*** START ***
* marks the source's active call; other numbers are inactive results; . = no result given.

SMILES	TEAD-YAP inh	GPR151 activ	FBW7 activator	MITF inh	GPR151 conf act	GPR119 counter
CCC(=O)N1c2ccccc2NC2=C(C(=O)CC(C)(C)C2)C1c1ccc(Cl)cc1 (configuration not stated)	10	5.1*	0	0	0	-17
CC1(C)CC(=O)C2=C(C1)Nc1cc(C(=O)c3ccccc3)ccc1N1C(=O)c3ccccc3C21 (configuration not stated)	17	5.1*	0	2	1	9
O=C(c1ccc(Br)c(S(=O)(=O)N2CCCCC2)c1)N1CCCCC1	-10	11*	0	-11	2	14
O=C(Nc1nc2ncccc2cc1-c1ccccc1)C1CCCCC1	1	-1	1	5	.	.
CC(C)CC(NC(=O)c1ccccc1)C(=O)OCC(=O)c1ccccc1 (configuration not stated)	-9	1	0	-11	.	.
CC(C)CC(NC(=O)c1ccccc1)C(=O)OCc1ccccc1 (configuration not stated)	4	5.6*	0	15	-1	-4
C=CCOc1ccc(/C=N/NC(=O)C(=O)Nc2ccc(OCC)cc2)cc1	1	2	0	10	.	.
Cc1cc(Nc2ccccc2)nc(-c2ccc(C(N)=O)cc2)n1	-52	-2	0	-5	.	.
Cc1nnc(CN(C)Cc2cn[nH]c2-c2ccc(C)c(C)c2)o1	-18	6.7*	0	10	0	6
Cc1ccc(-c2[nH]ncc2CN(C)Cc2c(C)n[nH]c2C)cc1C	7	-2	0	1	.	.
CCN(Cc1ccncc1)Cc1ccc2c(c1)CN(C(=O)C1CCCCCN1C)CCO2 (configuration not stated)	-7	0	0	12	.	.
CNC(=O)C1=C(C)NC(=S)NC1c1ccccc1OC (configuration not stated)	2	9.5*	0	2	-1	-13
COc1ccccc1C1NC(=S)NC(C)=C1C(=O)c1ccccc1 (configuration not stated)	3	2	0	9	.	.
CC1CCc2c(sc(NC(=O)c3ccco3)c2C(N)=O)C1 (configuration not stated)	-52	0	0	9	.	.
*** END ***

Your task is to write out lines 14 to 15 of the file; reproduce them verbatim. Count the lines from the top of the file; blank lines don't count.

CNC(=O)C1=C(C)NC(=S)NC1c1ccccc1OC (configuration not stated)	2	9.5*	0	2	-1	-13
COc1ccccc1C1NC(=S)NC(C)=C1C(=O)c1ccccc1 (configuration not stated)	3	2	0	9	.	.